One of my fondest memories of my Sigung (師公), the Great-Grandmaster Lam Cho, was when he would put on his three-piece suit, pick up a newspaper, and take a brisk walk for lunch at his favorite restaurant, where he had a table reserved daily, between the hours of 1:00-2:30pm. On the occasion of one visit, in the early 1990’s, I had brought a variety of Chinese martial art books from my home in San Francisco, USA.
Arriving at Lam Kwoon (林館), Great-Grandmaster Lam Cho and my Sifu (師父), Grandmaster Lam Chunsing were ready to have lunch, and so we walked together, to Sigung’s restaurant, the old Joy Fook Lau Seafood Restaurant (彩福海鮮酒樓), on the fourth floor of the Pioneer Centre, 750 Nathan Road. On this particular day, I had brought the books with me, with the intention of discussing them with my Sifu. Continue reading →
“Original”, “traditional”, “orthodox”… Those are the words how (traditional) Chinese martial arts are often described. What does it mean? Same as hundreds years ago? Dated?
The word “traditional” comes for a latin word tradere, “to hand over”, “hand down”, from the Master to the apprentice, from one generation to the other – not only the techniques and sets, but concepts, principles and training methodology, often unique to a specific system or family. Continue reading →
Super rare video! Mok Gwai Laan, Wong’s last wife, performs parts of Hung Ga Kyun’s “Taming of the Tiger in I pattern”, “Tiger and Crane” and Single Whip!
Apology for bad quality – we have shot this video in Fat Saan’s Wong Fei Hung museum from a TV screen. The Hong Kong Movie database says that Mok Gwai Laan starred in Story of Wong Fei-Hung, Part 3: The Battle by Lau Fa Bridge (1950), but I haven’t been able to confirm this footage comes from this movie. If true, she would be 59 or 60 years old. Continue reading →
My Sifu told me that the “oldtimers” always squeezed the fists hard when training the sets for strength, slowly, each movement one by one. Think Jai Kiu, “Controlling Bridge” in “Taming the Tiger” or “Iron Thread”.
Old time Masters also used many other devices to train the grip – jars, bundle of chopsticks, stone locks, head long poles – grip strength was obviously very important to them.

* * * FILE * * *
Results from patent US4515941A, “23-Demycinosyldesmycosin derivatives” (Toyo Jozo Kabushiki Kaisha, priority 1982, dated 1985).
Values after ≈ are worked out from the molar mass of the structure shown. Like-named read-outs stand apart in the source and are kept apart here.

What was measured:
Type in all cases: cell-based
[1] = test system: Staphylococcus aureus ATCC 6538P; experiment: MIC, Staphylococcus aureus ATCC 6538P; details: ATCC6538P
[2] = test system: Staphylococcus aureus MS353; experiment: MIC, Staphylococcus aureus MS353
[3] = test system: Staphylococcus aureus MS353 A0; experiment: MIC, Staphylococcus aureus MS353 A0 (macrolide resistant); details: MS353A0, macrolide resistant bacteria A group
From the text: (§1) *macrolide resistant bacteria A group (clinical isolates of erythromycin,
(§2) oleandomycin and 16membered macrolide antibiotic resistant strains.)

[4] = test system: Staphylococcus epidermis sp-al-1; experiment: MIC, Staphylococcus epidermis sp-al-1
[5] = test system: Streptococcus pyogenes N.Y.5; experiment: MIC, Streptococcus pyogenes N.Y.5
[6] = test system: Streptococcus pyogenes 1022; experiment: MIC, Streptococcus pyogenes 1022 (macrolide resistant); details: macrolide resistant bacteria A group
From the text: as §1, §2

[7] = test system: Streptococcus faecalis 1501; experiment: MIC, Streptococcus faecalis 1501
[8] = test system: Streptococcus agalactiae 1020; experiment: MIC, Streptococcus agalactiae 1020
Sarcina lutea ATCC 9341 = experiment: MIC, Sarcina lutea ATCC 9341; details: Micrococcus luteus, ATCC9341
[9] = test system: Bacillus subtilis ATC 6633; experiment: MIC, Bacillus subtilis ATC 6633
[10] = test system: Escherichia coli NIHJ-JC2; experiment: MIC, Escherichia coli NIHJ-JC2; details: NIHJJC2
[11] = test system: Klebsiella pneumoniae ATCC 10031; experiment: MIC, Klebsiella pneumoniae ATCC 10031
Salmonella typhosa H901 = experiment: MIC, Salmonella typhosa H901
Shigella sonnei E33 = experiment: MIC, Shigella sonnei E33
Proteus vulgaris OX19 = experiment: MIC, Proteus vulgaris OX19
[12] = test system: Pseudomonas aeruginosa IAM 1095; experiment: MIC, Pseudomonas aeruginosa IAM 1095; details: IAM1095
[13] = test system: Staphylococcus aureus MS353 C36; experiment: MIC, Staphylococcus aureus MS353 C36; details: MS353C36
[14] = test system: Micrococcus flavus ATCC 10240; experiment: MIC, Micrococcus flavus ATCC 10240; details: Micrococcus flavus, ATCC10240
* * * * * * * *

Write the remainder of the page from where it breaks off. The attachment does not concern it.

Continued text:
To train the grip is a very demanding endeavor not only for your hands and fingers, but your CNS as well, so it is advise to have a long rest between the “sets”. Best would to train the trip throughout the day – but it is not very practical to carry a jar, a brick, not to mention a stone lock or a heavy long pole….
Grand Master Lam Sai Wing had a secret weapon against the (hand) weakness in his sleeve – literally.Continue reading →
How to celebrate the Chinese New Year of Fire Monkey?
With some good Gung Fu, of course.
Grand Master Gang Dak Hoi was a sworn brother of my Si Gung, late Grand Master Lam Jou. Some of the Lam Family Hung Kyun weapons as well as sparring sets come original from Daai Sing Pek Gwa Mun, ie. the sabre and the sword. My Si Gung used to teach Hau Kyun, “Monkey set”, as you can see on the photo above, but he has stopped teaching it long time ago. He always praised Gang Dak Hoi’s Gung Fu as top notch. Continue reading →
Hon Hoi belongs to the older generation of Lam Sai Wing’s Hong Kong students, together with Jyu Yu Jai (author of three so called “Lam Sai Wing’s” books), Dang Sau King, Lau Jaam,and others. He has started to learn from Grand Master Lam at his String Lane (Gung Wan Hong) gym, close to the Bamboo Hill.
The main reasons why Hon Hoi started to learn Hung Kyun under Lam Sai Wing were general fitness, strength, and health. He had a well payed job in telecommunications, but has spent too much sitting. He has heard about the famous “Iron Thread Set” (Tit Sin Kyun) and the excellent results in strengthening the body and healing diseases from other students of Lam Sai Wing, like Jyu Yu Jai and Wu Lap Fung – it was one of the main reasons why he joined Lam Sai Wing§s gym and eventually learned and mastered the set. Continue reading →
The Hung Ga system is well known for its “Iron bridge hand training”. Traditionally, there are twelve distinct Hung Ga bridge hand methods, each having a different shape, associated technique and mode of practice. The various bridge hand techniques are exemplified in different classical Hung Ga forms (Tit Sin Kyun, Gung Ji Fuk Fu Kyun, etc.). Amongst Hung Ga practitioners, the Twelve Bridges are a continual source of conversation, intrigue and even confusion. Continue reading →
Practical Hung Kyun proudly presents new discovery – rare photo of Grand Master Lam Sai Wing, performing a technique from the famous “Iron Thread Set” (Tit Sin Kyun).
The photo comes from a cover of an old martial arts pulp stories magazine “King of the Martial Arts Stories”, published in 1952. Credit and special thanks to Mr. Ng Hou for sharing the photo. We will restore the photo with the modern photo editing software and share it with all Hung Ga practitioners and researchers. Continue reading →
Today’s Hung Ga Kung Fu, also known as “New Hung Kyun” (San Hung Kyun), was signifacantly influenced by another Southern Chinese system, (Tibetan) Hap Ga and its “Long Bridges, Low/Wide Stances” (Cheung Kiu Daai Ma).
Here is a translation of a rare article from an old vintage Hong Kong magazine, telling the story of Wong Yanlam, his mischievous disciple Wong Honwing and their famous “Wing Flap” technique: Continue reading →